The Sonoma County Department of Health Services sent the following letter to the community today regarding monkeypox:
We are facing a public health emergency. On August 1, California Governor Gavin Newsom declared a state of emergency to combat the monkey’s spread. Three days later, the administration of President Joe Biden declared a public health emergency at the federal level as well. Emergency declarations will help us get the critical resources needed to fight the spread of this virus. While this outbreak is very different from the coronavirus pandemic, we have learned many lessons over the past two years to help combat the spread of infectious diseases.
So far, we have heard of 17 confirmed cases of monkeypox among Sonoma County residents. This is an increase from last week’s regional numbers and suggests an acceleration of expansion. Despite this jump, monkeys remain a low risk to most Sonoma County residents.
Although it is a viral infection, monkeypox does not behave or transmit like COVID-19. Monkeypox is more contagious than COVID-19 and is largely spread through intimate contact between an infected person and another person, including kissing, hugging and sexual activity.
We want to emphasize that monkeys can affect anyone. Today, the vast majority of cases are in the social network of self-identified men who have sex with men, and they need the most help.
Public health officials at all levels are working to distribute the Jynneos vaccine to limit the spread of infectious individuals to others. Unfortunately, manufacturers have not produced enough vaccine supplies to meet demand.
The Centers for Disease Control and Prevention, the California Department of Public Health and the Sonoma County Department of Health Services are distributing existing supplies and prioritizing distribution to those who have been exposed to someone with the monkey or are at increased risk of contracting the virus. Again, most people in the general population are at low risk of exposure and infection.
So far, Sonoma County has received 820 doses of the vaccine. Doses have been distributed to all major health systems and Federally Qualified Health Centers and Santa Rosa Junior College, the Sonoma County Indian Health Services Program and the Lazy Bear event in Guerneville. Since the vaccine supplies are not enough to meet the needs of the County, we must also focus on preventing and reducing the risk of contracting and transmitting the virus. Combining prevention, vaccination and treatment will give us the best chance of slowing down the spread of the disease.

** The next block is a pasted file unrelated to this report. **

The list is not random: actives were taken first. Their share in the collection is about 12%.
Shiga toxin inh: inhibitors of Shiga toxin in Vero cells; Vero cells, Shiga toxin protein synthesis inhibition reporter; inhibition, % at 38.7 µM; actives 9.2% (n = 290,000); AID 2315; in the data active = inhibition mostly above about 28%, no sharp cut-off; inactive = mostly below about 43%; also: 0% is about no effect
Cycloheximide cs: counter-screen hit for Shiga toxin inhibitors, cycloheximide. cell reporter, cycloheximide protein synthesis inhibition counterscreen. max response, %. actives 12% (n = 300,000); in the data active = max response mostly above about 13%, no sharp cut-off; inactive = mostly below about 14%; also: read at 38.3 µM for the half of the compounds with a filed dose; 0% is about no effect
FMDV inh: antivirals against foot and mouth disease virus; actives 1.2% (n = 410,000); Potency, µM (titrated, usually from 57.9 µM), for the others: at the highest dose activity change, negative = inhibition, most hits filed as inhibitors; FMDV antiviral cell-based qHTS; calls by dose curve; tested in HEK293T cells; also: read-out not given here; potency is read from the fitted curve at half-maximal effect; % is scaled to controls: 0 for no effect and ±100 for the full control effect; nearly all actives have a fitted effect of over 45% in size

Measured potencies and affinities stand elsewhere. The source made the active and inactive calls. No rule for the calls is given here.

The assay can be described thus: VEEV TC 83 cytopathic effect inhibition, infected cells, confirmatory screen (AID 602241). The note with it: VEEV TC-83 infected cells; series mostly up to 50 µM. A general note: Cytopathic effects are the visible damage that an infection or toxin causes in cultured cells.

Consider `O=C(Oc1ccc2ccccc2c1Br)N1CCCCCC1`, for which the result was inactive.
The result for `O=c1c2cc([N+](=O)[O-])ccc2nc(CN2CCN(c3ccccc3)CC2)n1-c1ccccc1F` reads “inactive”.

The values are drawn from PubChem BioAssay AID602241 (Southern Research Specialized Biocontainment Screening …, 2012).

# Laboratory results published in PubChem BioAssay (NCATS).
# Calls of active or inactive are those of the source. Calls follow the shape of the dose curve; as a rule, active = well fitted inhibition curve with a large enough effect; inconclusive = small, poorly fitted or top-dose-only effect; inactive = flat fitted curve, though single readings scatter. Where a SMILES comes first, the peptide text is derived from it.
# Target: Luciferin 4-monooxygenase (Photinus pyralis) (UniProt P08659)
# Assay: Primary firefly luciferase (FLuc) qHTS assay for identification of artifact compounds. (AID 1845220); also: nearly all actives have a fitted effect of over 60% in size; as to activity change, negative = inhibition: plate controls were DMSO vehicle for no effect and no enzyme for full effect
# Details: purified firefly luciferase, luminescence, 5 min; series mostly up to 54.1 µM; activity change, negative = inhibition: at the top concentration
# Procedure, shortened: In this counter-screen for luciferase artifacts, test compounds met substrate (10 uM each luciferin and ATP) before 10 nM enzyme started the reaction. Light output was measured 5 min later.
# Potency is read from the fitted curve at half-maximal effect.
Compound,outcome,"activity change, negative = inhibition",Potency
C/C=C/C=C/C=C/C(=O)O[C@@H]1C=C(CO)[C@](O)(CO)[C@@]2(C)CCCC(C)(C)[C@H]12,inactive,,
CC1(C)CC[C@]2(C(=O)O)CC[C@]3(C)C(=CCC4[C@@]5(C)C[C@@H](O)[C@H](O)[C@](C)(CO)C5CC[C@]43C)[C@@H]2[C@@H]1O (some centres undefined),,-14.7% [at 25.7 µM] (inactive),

In line with World Health Organization guidelines, we advise people at highest risk to limit their intimate contact, skin-to-skin contact, review the risks of intimate contact with a new partner, and share contact details with any new partners to allow for follow-up. if needed at the moment. These individual steps will reduce the risk of infection and reduce the spread until sufficient vaccine supplies are available to receive one dose of Orthopox vaccine.
It is imperative that public health officials, members of the health care provider community, and others in our broader community support members of the LGBTQ community and recognize that they currently face the greatest risks of this disease. While men who have sex with men are at greatest risk today, a person’s sexuality and sexual orientation are not the means of transmission. Anyone who has direct contact with an infected person, especially skin-to-skin contact, can contract the disease.
Using the same care and compassion that Sonoma County residents have shown to populations disproportionately affected by the COVID pandemic, we will work together to address the monkey outbreak and continue to be a healthy, safe and vibrant community.
Tina Rivera, Director of the Department of Health Services Gabriel Kaplan, Director of the Division of Public Health Dr. Sundari Mase, Chief of Health Dr. Kismet Baldwin, Deputy Director of Public Health
How to protect yourself from monkeypox:
If you have symptoms, especially a rash consistent with a monkey or if you have been in contact with someone diagnosed with a monkey:
If you don’t have a provider, or are having trouble making an appointment, you can see a Sonoma County community clinic.
More information about monkeypox can be found here:
# # # Media Contact: Matt Brown, Communications Specialist email@example.com (707) 565-3040 575 Administration Drive, Suite 104A Santa Rosa, CA 95403